London councils commence innovative solar battery project and LED retrofit

Councils across London are kick-starting the capital's 'smart city' transformation, with a new LED retrofit backed by the Green Investment Bank (GIB) and an innovative solar battery project set to commence.

Camden Council is teaming up with Islington Council and Waltham Forest Council to pilot a new solar project aimed at eradicating fuel poverty across the areas. The partnership will install solar panels, ranging from 1.62kWp to 3.78kWp, at 41 low income households across the boroughs to test the viability of storing renewable energy.

Project 24/7 Solar, part-funded by national fuel poverty charity National Energy Action, will store solar energy generated from the panels in three different batteries – Maslow the smart battery made by Moixa , and products from Growatt and Sonnen in order to compare the lifetime performance of the batteries and the project.

The project will collect comparative data to assess the performance of each battery brand as well as what extent households will adapt behaviours to utilise stored electricity during peak demand between 4pm and 8pm. Overall, the project will provide evidence on whether solar panels can supplement evening energy use and whether the technology can effectively reduce energy bills.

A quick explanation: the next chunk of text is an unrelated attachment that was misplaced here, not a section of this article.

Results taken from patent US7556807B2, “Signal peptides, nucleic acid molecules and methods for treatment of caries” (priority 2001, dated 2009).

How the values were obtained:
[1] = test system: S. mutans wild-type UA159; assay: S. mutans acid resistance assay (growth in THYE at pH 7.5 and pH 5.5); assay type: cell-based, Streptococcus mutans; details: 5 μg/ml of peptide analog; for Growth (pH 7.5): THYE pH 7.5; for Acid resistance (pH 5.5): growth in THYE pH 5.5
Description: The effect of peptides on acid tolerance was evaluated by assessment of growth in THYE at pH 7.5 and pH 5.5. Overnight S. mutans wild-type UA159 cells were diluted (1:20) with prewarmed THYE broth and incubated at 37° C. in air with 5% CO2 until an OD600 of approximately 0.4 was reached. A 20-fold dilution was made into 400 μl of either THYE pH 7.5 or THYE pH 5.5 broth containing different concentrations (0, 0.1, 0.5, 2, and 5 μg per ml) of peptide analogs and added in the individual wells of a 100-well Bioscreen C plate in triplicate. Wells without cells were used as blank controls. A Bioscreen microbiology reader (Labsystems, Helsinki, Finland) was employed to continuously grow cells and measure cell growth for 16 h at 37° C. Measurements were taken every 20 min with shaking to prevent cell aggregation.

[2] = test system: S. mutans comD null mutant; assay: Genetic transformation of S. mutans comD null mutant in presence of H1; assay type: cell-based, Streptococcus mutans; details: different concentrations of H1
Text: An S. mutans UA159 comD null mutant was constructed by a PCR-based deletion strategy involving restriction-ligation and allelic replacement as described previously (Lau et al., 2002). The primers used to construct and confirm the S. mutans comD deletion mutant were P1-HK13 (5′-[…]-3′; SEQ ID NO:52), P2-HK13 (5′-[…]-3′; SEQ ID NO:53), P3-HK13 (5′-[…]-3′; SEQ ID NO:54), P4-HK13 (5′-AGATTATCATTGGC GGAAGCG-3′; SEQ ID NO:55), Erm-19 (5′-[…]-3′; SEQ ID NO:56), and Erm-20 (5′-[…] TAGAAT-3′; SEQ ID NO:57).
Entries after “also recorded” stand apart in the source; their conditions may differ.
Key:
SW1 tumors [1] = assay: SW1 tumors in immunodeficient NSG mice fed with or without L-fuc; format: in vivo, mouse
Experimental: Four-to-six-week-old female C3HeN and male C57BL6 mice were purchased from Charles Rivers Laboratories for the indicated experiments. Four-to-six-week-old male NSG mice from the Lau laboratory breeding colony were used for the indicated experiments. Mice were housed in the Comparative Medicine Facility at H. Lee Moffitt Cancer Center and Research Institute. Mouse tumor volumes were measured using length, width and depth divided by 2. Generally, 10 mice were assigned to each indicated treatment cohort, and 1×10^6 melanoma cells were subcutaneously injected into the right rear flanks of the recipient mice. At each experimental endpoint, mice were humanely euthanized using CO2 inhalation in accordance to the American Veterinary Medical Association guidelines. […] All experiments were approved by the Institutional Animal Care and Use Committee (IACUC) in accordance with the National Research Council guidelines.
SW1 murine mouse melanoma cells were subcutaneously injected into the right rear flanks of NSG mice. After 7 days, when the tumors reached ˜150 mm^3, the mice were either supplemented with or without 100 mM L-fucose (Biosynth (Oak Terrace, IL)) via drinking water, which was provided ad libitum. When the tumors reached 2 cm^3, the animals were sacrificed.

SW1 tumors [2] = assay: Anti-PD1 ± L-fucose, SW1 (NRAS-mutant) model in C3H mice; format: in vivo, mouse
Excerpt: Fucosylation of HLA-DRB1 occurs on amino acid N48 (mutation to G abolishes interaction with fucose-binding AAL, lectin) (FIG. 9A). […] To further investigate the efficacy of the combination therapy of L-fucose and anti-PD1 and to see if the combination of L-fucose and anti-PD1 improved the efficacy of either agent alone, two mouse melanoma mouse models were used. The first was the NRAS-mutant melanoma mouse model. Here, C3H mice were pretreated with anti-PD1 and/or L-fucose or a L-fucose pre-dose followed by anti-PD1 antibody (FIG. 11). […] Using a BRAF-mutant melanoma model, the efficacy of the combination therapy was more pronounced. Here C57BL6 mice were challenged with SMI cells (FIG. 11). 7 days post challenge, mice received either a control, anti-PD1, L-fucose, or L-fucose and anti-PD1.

“Solar plus storage is of huge interest to Camden Council. Fuel poverty is a very serious issue, blighting people of all ages and circumstances nationwide and storing solar energy can be one of the methods to offer our tenants significant savings to help reduce this burden,” Camden Council’s cabinet member for sustainability Meric Apak said.

Barking up the right streetlight

The news arrives as Barking and Dagenham London Borough Council agreed a £6.8m Green Loan from the GIB to install 14,790 low-energy LED streetlights in the borough.

The loan will cover the refurbishment and retrofit of around 3,300 streetlight columns, with the council also agreeing to the installation of a new central management system for the lighting.

According to the council, the project will reduce annual streetlight electricity consumption by 50%, creating 3.5GWh in energy savings. Annual savings will equate to £400,000 at current energy prices and will also reduce emissions by 1,500 tonnes for each year of the project’s lifetime.

Installation is due to commence in the coming weeks and will be staggered during a two-year period by VolkerHighways.

The council is the first London borough to secure a GIB Green Loan, although Glasgow City Council, Southend-on-Sea Borough Council, Stirling Council and Kent County Council have all secured loans in the past.

Between 2012 and 2015, GIB committed £2.3bn to 58 green infrastructure projects with a total value of £10.1bn, making it the most active investor in the UK’s renewable energy and energy efficiency industries at the time.

London calling

London was selected alongside the cities of Nottingham, Bristol and Milton Keynes as winners of a £40m fund from the Government to support the uptake of electric vehicles (EVs) across the UK.

The capital is also uniting with cities across Europe as part of a €25m project which will explore how innovative technologies, including heating homes through the River Thames, can improve the standard of living for city residents.

Matt Mace

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